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What past drafts tell us about the future of the Panthers 2020 draft class

Things are looking good for Derrick Brown while red flags unfortunately abound for Troy Pride Jr.

NFL Combine - Day 3 Photo by Michael Hickey/Getty Images

There’s an old saying that goes something like this: The best indicator of future behavior is past behavior. With that in mind and as we profile the Carolina Panthers 2020 draft class here at CSR, let’s look at the careers of previous Panthers draft picks to project the careers of Carolina’s newest selections. For this I’m going back to the 12 drafts between 2007 and 2018 and highlighting the three players who were drafted nearest the position of the class of 2020 and seeing how their careers played out. (Note: I’m excluding players the Panthers drafted in 2019 so they have at least a two-year track record.)

Derrick Brown, DT, No. 7

Three closest: Christian McCaffrey (No. 8, 2017), Luke Kuechly (No. 9, 2012), Jonathan Stewart (No. 13, 2008)

This is great news for Panthers fans. J-Stew was a solid player (when healthy) who made a Pro Bowl, Kuechly posted Hall of Fame credentials before his early retirement. McCaffrey has already established himself a record-breaking All-Pro. When the Panthers choose early in the draft they tend to hit home runs.

Projection: All-Pro

Yetur Gross-Matos, DE, No. 38

Three closest: Amini Silatolu (No. 40, 2012), Curtis Samuel (No. 40, 2017), Devin Funchess (No. 41, 2015)

I know it’s hard to remember but the much maligned Amini Silatolu started 15 games as a rookie and was named to the 2012 All-Rookie team (I was shocked too!) before injuries derailed his career. Both Samuel and Funchess are productive starters but have yet to flash game-changing potential.

Projection: Capable starter, not a Pro Bowler

Jeremy Chinn, S, No. 64

Three closest: James Bradberry (No. 62), Taylor Moton (No. 64), Terrell McClain (No. 65)

Bradberry developed into a solid starting cornerback during his four years in Carolina before joining the New York Giants this offseason on a 3-year, $43.5 million contract. Moton is on a similar trajectory as a solid starter with tantalizing upside. My view is both Bradberry and Moton have Pro Bowl potential as they continue to develop. Terrell McClain, believe it or not, is still in the NFL and has carved out a nine-year career as a backup defensive tackle and occasional starter.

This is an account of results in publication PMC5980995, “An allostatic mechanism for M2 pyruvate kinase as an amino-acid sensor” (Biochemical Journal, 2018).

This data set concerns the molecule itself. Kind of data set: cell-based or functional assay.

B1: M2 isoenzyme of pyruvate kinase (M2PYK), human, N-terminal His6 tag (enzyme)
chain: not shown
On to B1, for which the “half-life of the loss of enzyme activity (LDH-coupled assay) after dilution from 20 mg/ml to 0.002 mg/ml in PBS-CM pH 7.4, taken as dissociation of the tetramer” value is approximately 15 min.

Projection: Solid starter with Pro Bowl potential

Troy Pride Jr., CB, No. 113

Three closest: Edmund Kugbila (No. 108, 2013), Mike Goodson (No. 111, 2009), Ryne Robinson (No. 118, 2007)

Edmund Kugbila didn’t play an NFL game. Mike Goodson rushed for 783 yards over five unremarkable NFL seasons. Ryne Robinson lasted one season in the league. Sorry, Troy Pride Jr., but being drafted No. 113 by the Carolina Panthers is the kiss of death.

Projection: Short NFL career as a disappointing backup

Kenny Robinson Jr., S, No. 152

Four closest: AJ Klein (No. 148, 2013), Bene Benwikere (No. 148, 2014), Corn Elder (No. 152, 2017), Dante Rosario (No. 155, 2007)

I’m using four comparables here since both AJ Klein and Bene Benwikere were drafted at No. 148. Klein has emerged as a fairly average starting linebacker which is outstanding given his draft position. Benwikere enjoyed a five-year career as a rotational player and occasional starter, much like the seven-year career of tight end Dante Rosario. Corn Elder’s career is hanging by a thread after his third NFL season. Overall, the Panthers have done quite well drafting somewhere near No. 152.

Projection: Capable rotational player

Bravvion Roy, DT, No. 184

Three closest: Nick Hayden (No. 181, 2008), Kenjon Barner (No. 182, 2013), Alex Armah (No. 192, 2017)

Defensive tackle Nick Hayden had a productive seven-year career including 76 games, 60 starts, and 183 tackles. Kenjon Barner is still in the league as a backup running back and full-time punt and kick returner. Alex Armah has spent three years in Carolina dutifully filling his role as a blocking fullback and regular member of special teams.

Projection: Low-end rotational player, special teams contributor

Stantley Thomas-Oliver, CB, No. 221

Three closest: Hilee Taylor (No. 221), R.J. Stanford (No. 223), C.J. Wilson (No. 226)

Linebacker Hilee Taylor recorded six tackles in his two-year NFL career. Cornerback R.J. Stanford had a four-year career (just one in Carolina) with 51 tackles in 46 games. Defensive back C.J. Wilson also lasted four years with 27 tackles in 23 games.

Projection: Very limited action during rookie contract, then out of NFL

Granted, these are very small samples sizes, but If history repeats itself the Panthers have landed an All-Pro (Brown), two legitimate starters (Gross-Matos, Chinn), two rotational players (Robinson Jr. and Roy), and two players who will have short careers with limited impact (Pride Jr. and Thomas-Oliver). If in reality the Panthers get meaningful contributions from five of their seven selections then the 2020 draft would be a success, especially when comparing their production against their four-year rookie-scale cap hits.

Only time will tell what the future holds for the Panthers 2020 draft class, but when comparing it to the past there’s definitely reason for optimism.


Which projection will prove to be most correct from the Panthers first four picks?

This poll is closed

  • 47%
    Derrick Brown - All-Pro
    (236 votes)
  • 10%
    Yetur Gross-Matos - Capable starter, not a Pro Bowler
    (54 votes)
  • 38%
    Jeremy Chinn - Solid starter with Pro Bowl potential
    (191 votes)
  • 3%
    Troy Pride Jr - Short NFL career as a disappointing backup
    (18 votes)
499 votes total Vote Now